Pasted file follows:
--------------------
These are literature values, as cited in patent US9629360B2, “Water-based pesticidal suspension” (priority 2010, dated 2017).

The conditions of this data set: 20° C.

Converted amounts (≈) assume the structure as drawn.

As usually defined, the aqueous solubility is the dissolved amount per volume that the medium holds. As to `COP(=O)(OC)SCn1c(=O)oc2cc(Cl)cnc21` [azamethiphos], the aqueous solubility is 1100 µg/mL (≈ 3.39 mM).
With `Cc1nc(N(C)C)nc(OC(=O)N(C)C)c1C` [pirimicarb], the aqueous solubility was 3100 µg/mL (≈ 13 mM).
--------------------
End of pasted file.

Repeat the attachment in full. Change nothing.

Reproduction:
These are literature values, as cited in patent US9629360B2, “Water-based pesticidal suspension” (priority 2010, dated 2017).

The conditions of this data set: 20° C.

Converted amounts (≈) assume the structure as drawn.

As usually defined, the aqueous solubility is the dissolved amount per volume that the medium holds. As to `COP(=O)(OC)SCn1c(=O)oc2cc(Cl)cnc21` [azamethiphos], the aqueous solubility is 1100 µg/mL (≈ 3.39 mM).
With `Cc1nc(N(C)C)nc(OC(=O)N(C)C)c1C` [pirimicarb], the aqueous solubility was 3100 µg/mL (≈ 13 mM).